Locally-Activated Chemo Drug Dodges Hair, Weight Loss

Sarcoma is an aggressive form of cancer responsible for up to 20% of childhood cancers. Tumors often first appear in the extremities and the abdomen. Surgery is a primary treatment, but it is often combined with chemotherapy. In a recent issue of ACS Central Science, researchers propose a scheme to target chemotherapy medications specifically to sarcomas, leading to greater efficacy and fewer side effects.

Jose Mejia Oneto, Max Royzen, and colleagues developed a technology that shields a toxic and commonly used chemotherapeutic, doxorubicin, until it comes into contact with an activating agent held at the tumor site by a polymer material. While both the traditional delivery of doxorubicin and the new approach were successful in the initial treatment of sarcoma tumors in mice, only the site-activated drug kept the cancer from coming back. In addition to a better therapeutic outcome, the local activation strategy had fewer side effects. In particular, the researchers did not observe a decrease in new red blood cells, a marker of bone marrow suppression, which limits the tolerable dose in patients. Other unpleasant side effects, such as weight loss or changes in hair, were not observed compared with those treated conventionally. The authors intend to leverage the lower toxicity of their treatment to investigate whether shorter courses of their therapy using higher doses are even more effective, and expand this approach to other solid tumors and drugs.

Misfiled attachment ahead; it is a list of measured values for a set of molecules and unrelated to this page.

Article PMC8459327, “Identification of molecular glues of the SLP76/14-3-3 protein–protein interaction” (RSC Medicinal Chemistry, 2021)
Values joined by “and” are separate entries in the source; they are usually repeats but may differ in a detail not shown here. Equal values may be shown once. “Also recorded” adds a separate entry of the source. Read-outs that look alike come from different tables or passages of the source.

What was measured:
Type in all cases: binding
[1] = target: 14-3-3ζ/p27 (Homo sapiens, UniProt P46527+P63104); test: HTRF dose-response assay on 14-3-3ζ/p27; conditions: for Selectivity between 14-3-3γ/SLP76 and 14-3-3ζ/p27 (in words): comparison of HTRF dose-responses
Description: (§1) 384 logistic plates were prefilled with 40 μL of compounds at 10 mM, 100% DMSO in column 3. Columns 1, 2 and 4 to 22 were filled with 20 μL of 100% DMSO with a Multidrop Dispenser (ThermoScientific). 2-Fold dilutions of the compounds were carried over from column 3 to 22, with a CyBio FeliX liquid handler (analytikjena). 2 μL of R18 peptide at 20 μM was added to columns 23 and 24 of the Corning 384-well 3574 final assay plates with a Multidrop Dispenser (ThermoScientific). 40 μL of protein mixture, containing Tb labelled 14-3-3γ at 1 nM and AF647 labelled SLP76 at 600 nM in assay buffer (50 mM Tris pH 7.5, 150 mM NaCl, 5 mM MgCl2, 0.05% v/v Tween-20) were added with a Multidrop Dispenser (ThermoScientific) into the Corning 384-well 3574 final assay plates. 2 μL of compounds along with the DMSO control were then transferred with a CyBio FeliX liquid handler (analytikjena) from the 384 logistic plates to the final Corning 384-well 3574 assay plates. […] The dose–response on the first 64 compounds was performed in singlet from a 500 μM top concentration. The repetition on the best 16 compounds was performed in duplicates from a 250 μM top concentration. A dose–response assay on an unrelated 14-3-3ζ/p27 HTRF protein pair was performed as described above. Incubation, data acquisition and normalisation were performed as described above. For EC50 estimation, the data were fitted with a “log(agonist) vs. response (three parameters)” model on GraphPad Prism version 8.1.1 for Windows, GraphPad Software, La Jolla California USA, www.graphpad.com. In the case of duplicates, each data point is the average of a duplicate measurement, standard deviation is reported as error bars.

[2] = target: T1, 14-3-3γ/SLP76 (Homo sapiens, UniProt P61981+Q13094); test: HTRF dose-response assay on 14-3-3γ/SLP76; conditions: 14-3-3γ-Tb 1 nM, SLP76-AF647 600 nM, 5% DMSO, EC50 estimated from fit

The authors acknowledge funding from the National Science Foundation, State University of New York at Albany, and Shasqi.

Read more about the research: “In Vivo Bioorthogonal Chemistry Enables Local Hydrogel and Systemic Pro-Drug to Treat Soft Tissue Sarcoma,” ACS Central Science, 2016, 2(7), pp 476–482.